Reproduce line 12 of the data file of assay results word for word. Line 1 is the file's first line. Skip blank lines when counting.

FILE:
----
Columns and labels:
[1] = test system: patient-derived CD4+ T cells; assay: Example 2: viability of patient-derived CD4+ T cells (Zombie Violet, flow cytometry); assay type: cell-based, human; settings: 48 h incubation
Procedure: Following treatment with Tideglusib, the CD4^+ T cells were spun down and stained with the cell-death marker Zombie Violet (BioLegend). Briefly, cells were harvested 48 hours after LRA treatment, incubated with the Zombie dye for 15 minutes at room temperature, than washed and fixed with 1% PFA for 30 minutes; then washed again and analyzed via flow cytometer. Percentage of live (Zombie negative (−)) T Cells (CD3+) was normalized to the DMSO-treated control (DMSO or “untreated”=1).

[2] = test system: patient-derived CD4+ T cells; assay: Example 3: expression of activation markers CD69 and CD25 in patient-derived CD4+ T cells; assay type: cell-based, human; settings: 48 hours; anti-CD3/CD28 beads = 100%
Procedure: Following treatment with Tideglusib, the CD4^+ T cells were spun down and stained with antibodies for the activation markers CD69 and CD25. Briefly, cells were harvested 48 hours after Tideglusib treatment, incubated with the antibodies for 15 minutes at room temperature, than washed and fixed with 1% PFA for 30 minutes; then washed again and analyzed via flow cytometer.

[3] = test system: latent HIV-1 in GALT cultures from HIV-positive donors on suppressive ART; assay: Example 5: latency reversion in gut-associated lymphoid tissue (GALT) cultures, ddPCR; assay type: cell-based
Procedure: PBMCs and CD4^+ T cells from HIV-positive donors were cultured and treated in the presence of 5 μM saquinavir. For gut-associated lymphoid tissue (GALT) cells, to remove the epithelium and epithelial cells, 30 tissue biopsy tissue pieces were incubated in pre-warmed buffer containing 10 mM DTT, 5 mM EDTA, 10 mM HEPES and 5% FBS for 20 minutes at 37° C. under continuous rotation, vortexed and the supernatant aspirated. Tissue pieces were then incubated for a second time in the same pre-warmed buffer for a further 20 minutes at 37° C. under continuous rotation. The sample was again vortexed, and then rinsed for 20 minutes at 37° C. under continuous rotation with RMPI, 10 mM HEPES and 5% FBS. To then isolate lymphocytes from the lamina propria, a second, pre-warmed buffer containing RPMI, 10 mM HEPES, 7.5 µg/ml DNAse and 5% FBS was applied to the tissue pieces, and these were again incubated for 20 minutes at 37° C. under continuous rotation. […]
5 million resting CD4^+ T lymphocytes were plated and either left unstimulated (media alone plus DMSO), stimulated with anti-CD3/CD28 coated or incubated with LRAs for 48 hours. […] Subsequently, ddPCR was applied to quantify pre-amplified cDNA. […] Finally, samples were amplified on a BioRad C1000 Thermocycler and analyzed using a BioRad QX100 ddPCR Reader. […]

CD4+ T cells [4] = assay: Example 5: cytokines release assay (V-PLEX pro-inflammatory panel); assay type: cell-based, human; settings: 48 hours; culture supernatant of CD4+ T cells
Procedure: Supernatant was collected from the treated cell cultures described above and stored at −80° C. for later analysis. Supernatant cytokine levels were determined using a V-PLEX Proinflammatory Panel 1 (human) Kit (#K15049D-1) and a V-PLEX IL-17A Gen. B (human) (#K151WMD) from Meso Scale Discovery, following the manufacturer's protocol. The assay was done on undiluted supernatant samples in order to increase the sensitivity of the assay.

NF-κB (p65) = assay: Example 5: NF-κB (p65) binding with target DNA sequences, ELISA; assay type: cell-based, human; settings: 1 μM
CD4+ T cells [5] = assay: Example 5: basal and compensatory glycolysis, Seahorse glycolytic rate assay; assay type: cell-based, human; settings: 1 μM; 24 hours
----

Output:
CD4+ T cells [5] = assay: Example 5: basal and compensatory glycolysis, Seahorse glycolytic rate assay; assay type: cell-based, human; settings: 1 μM; 24 hours